The mighty beeches of Berkhamsted

A family day out in the Home Counties

January 2014 - 

I’d never really thought about exploring Hertfordshire. The phrase ‘Home Counties’ drums up images of commuter towns, golf courses and… well, not much else. So when my sister suggested a walk on Berkhamsted Common with her 5-month old son, my instant reaction was that I’d actually rather be out in the Lakes or the Dales on a crisp winter’s day.

But, being a dutiful uncle, I agreed and started to examine the OS map of the Chiltern Hills North. Contours looping across the land north of Berkhamsted: good, a few hilly bits. Some green patches scattered around, so there’s some woodland… and, best of all, the little PH symbol marking a public house. Perhaps Herts was worth a visit after all.

From the station, we walked past the impressive ruins of Berkhamsted Castle – built by the half-brother of William the Conqueror, fact fans – and the town’s cricket club. Our route then turned uphill across farmland. The winter storms had turned the ground into a quagmire, which made for heavy going, especially with a baby in tow. The path led us through more fields planted with winter crops to a horse paddock, and then a final slippery climb took us onto Berkhamsted Common.

At this point any remaining scepticism about Hertfordshire vanished. The woodlands of the Common are a delight, with numerous tracks and bridleways weaving through the trees. There has been woodland here since mediaeval times, so the biodiversity is high. We followed a path to a small pond, which was a hive of activity. Robins, blue tits, great tits and a wren flittered among the bare branches. A woodpecker tapped away, out of sight but clearly heard, while a treecreeper scuttled about in a large oak near Brickkiln cottages. The prints on the muddy path showed that badgers and deer had also passed through recently.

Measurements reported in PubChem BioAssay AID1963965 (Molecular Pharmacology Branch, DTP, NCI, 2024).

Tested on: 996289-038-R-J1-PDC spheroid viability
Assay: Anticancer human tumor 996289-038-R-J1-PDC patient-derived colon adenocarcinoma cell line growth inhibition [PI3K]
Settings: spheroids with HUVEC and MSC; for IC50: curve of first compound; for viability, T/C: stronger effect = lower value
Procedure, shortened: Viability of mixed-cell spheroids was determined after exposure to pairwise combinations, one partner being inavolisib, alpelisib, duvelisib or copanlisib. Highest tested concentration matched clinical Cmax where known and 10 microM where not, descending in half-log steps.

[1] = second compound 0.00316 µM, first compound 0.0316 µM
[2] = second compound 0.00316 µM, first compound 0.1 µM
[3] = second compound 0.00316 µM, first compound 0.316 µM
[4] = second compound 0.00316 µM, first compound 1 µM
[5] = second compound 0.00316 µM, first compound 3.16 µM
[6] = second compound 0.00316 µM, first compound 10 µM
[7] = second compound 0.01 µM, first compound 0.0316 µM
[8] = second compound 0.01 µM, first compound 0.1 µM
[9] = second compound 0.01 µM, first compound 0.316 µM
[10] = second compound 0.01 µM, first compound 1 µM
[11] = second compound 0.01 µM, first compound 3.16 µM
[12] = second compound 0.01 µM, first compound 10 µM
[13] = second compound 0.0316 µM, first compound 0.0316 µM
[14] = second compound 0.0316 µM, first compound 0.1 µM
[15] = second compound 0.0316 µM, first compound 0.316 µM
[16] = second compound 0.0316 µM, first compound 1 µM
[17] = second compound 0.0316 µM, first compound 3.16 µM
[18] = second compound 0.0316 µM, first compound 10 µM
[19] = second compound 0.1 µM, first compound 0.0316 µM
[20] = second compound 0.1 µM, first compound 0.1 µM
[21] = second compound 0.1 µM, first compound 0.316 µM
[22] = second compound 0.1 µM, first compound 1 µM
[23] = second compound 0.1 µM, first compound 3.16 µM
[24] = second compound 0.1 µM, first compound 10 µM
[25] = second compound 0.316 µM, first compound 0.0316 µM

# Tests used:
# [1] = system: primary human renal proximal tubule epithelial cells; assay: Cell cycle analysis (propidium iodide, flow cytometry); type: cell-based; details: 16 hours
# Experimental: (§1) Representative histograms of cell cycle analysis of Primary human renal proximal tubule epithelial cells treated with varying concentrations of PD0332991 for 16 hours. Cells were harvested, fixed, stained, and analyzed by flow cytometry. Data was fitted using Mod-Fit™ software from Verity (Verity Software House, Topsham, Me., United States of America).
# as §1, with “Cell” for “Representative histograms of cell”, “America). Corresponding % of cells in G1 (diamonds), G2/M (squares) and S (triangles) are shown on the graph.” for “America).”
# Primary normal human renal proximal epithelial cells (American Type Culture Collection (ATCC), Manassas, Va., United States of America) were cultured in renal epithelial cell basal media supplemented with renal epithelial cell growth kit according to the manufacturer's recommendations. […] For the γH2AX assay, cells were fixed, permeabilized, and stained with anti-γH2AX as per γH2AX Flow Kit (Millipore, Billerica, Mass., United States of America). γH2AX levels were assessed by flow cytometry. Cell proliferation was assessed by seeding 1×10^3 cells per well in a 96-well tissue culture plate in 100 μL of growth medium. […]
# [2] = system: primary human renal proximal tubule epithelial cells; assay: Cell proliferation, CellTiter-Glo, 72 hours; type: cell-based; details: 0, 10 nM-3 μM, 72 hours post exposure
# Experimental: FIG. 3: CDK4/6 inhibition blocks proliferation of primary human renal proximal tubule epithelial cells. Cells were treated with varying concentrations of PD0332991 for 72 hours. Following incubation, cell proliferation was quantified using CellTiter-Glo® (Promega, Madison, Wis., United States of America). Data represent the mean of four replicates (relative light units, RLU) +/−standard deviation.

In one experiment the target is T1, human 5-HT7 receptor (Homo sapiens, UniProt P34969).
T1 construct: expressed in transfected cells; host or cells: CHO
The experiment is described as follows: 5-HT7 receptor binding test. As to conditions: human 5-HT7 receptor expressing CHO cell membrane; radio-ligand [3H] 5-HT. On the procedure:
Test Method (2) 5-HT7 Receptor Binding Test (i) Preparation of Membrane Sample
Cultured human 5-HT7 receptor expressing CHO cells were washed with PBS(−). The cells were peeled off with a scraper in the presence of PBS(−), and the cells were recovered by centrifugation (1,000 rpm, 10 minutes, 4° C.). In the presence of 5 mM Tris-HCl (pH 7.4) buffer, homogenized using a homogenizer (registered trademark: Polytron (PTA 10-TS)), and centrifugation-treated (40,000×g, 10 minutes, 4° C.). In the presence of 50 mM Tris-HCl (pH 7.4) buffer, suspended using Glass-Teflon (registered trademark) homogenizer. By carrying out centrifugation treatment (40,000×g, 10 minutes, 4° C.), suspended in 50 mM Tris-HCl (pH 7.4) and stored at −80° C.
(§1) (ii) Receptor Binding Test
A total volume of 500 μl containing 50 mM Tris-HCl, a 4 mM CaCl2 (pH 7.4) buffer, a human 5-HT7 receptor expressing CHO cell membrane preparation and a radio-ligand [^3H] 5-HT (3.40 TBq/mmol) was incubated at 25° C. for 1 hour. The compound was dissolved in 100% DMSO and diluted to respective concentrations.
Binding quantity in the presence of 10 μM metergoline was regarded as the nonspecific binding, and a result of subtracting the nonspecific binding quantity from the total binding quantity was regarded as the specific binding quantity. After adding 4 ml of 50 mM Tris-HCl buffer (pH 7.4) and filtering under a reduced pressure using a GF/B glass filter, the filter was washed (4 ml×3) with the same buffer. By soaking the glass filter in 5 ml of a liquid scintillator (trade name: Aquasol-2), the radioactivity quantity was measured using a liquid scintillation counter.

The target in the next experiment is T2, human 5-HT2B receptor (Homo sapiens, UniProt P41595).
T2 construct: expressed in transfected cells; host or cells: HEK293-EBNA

Nearby was Frithsden Beeches, a patch of centuries-old beech trees. These are some of the biggest in the country – William the Conqueror and chums would have come up here from the nearby castle to hunt – and the ancient practise of pollarding has left some unusual shapes in its wake. One tree in particular has found fame as the Whomping Willow in the Harry Potter films.

There was no sign of wizards on our visit, but dark clouds were gathering. The bright winter sun gave way to a cold rain, and we hurried back to town to search for one of those little PH’s.